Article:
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he Federal Government intend to pursue in regard to the Confederate States. Mr. Stuart, of Augusta, approved of the patriotic motive of the mover of the preamble and resolution, but opposed theiurse as had been suggested by gentlemen this morning. The plan presented by the gentleman from Augusta (Mr. Stuart) met his views, as calculated to attain the object in view. It was to authorize themanded, at the proper time, as much as he should deprecate the necessity. Mr. Baldwin, of Augusta, said that in offering the amendment which was accepted by the gentleman from Montgomery, he dithe question were discussed, when he would be happy to go into the ring with the gentleman from Augusta. Mr. Harvie asked the extension of the usual courtesy to him, to enable him to read e did not believe there was any truth in it. Brief speeches were made by Messrs. Baylor of Augusta, and Hall of Wetzel--Mr. Montague having meantime raised a point of order as to the debate now
sir, a little lower down; the extreme Union party, to which the gentleman from Augusta belongs — and he thought that each of these parties was entitled to one of thee city at present. He cordially endorsed the nomination of the gentleman from Augusta, (Mr. Stuart.) Mr. Morton, of Orange, nominated Mr. Samuel McDowell Moorer. Conrad, of Frederick, said that while he should vote for the gentleman from Augusta, he wished it to be distinctly understood that he voted for no man as the reprenburg, hoped the vote would now be taken. He had no doubt the gentleman from Augusta would be elected with unanimity, after which, he thought, the Convention wouldhought the experiment ought to be tried. He would vote for the gentleman from Augusta with great pleasure, having understood the gentleman from Princess Anne to deccted. The Commission therefore is composed of Messrs. Preston, Stuart, of Augusta, and Randolph. On motion of Mr. Patrick, of Kanawha, the Convention adjou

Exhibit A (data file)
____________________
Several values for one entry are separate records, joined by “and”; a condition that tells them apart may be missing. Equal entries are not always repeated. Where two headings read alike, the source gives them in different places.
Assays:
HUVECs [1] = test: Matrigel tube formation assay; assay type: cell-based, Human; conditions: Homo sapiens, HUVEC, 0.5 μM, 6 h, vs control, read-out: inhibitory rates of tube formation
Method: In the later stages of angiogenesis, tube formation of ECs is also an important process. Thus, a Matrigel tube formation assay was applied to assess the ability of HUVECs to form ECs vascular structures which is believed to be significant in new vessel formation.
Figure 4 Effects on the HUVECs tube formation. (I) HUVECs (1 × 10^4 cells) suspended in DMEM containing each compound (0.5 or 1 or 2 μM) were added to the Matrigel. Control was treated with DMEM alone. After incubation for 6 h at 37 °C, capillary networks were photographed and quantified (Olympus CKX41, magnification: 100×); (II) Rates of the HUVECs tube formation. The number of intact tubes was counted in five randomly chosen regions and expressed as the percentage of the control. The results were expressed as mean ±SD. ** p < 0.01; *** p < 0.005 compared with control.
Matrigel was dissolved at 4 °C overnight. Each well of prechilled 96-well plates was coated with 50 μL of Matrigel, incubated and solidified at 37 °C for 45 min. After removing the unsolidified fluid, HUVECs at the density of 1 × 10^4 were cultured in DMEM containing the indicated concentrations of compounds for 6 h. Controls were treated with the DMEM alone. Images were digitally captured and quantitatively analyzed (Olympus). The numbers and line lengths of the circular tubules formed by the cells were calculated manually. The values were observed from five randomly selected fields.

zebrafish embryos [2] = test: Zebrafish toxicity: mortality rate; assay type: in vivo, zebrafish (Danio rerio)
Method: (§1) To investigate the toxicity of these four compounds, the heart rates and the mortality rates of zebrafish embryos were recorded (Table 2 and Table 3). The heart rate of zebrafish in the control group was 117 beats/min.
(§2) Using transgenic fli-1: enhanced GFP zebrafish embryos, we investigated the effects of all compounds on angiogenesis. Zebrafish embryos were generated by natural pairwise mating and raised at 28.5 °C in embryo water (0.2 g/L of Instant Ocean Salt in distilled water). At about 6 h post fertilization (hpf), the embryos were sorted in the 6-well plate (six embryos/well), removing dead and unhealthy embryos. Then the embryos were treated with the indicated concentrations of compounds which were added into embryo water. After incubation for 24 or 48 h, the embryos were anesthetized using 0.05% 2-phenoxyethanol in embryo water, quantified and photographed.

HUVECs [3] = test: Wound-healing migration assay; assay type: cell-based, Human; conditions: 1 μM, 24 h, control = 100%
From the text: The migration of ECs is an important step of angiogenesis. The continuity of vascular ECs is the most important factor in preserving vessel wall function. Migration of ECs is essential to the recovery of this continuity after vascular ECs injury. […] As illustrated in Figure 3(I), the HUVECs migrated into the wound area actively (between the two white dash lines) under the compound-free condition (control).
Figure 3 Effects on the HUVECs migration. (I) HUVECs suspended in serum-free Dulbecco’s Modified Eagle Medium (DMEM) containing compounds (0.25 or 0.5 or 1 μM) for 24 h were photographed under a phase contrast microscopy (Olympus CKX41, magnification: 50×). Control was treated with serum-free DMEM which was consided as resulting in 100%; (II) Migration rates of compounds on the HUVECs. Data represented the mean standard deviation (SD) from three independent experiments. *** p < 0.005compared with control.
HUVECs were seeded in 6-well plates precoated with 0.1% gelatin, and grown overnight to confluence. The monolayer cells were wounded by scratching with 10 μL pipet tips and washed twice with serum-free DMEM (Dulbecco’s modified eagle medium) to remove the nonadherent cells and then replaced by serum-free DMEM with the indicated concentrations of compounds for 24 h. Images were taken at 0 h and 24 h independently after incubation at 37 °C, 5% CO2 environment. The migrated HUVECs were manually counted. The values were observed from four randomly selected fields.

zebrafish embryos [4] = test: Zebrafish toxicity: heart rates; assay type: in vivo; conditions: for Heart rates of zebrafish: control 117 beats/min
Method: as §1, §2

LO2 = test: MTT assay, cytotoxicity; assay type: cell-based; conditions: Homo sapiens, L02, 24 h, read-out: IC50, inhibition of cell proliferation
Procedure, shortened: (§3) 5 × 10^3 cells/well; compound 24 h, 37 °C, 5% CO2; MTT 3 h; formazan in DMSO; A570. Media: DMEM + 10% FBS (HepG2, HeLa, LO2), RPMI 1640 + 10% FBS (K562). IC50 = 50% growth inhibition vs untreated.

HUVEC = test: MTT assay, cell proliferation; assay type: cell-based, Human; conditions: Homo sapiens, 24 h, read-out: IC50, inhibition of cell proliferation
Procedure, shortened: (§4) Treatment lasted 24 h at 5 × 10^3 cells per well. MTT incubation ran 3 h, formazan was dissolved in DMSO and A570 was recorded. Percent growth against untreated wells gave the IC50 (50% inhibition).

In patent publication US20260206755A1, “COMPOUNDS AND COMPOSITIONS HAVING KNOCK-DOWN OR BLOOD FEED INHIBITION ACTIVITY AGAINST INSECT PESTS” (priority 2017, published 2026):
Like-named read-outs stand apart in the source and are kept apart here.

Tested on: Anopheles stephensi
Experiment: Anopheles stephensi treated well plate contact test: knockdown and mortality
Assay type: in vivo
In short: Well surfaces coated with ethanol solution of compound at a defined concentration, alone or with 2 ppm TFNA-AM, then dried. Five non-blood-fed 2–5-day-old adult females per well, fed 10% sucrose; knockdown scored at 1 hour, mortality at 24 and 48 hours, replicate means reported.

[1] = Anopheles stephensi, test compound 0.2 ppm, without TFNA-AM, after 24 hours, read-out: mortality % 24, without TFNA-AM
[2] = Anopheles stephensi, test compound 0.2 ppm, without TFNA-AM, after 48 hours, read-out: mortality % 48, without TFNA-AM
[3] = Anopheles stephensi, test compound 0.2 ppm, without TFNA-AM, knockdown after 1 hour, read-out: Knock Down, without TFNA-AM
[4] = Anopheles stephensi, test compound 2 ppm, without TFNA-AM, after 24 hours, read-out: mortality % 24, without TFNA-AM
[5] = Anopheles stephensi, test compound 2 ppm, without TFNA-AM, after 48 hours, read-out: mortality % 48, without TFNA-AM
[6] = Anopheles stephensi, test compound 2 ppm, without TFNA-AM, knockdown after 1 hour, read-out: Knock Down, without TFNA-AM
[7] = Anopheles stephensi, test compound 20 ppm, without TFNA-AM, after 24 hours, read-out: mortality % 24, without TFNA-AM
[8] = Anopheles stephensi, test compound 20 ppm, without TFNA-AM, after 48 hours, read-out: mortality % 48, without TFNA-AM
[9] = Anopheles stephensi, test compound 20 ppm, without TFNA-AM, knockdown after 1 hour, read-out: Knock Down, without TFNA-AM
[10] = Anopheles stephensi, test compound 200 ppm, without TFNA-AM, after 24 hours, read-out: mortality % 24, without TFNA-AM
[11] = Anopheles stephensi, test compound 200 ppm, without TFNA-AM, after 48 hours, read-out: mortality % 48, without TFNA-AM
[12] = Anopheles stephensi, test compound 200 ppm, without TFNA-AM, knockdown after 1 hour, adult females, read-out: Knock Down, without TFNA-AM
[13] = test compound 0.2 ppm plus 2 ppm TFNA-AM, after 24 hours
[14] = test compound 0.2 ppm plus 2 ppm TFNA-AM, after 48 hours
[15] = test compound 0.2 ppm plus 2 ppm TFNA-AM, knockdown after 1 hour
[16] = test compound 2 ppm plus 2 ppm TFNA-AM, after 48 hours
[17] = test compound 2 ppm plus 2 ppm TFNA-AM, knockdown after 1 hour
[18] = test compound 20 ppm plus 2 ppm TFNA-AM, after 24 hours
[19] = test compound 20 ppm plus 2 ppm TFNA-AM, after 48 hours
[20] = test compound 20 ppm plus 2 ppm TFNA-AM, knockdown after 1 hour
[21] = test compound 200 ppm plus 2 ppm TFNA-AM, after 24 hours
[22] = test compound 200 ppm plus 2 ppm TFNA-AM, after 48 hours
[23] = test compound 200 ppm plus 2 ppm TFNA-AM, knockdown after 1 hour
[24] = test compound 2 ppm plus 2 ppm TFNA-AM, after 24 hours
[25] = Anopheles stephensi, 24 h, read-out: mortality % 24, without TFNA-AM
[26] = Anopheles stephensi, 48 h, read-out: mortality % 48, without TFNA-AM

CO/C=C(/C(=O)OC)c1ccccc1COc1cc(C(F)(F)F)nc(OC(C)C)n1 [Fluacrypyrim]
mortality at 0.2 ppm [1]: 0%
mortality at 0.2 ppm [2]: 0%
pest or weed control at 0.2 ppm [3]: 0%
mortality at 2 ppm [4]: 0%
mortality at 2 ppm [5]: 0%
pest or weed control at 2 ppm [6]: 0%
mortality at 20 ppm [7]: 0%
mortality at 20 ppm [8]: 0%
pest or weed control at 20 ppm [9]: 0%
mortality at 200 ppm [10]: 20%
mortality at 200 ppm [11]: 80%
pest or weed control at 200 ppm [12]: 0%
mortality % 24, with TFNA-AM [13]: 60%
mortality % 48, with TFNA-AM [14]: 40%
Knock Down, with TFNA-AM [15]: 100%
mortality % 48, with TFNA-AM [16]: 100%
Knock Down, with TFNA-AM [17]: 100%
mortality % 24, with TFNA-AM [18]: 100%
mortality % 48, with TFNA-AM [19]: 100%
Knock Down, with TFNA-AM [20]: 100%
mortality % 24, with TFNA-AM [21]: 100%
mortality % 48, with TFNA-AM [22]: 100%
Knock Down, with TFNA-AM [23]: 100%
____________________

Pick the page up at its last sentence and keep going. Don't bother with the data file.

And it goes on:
The Convention. The whole of yesterday was devoted to the consideration of the resolutions to appoint three Commissioners to wait on the President of the Northern States, for the purpose of requesting him to disclose his policy towards the seceded States. They passed by a vote of 63 to 57, and Mr. Preston, of Montgomery, (Conservative,) Mr. Stuart, of Augusta, (extreme Union,) and Mr. Randolph, of Richmond city, (Secession,) were appointed to convey the message of the Convention to Mr. Lincoln. We understand that they will leave for Washington this morning.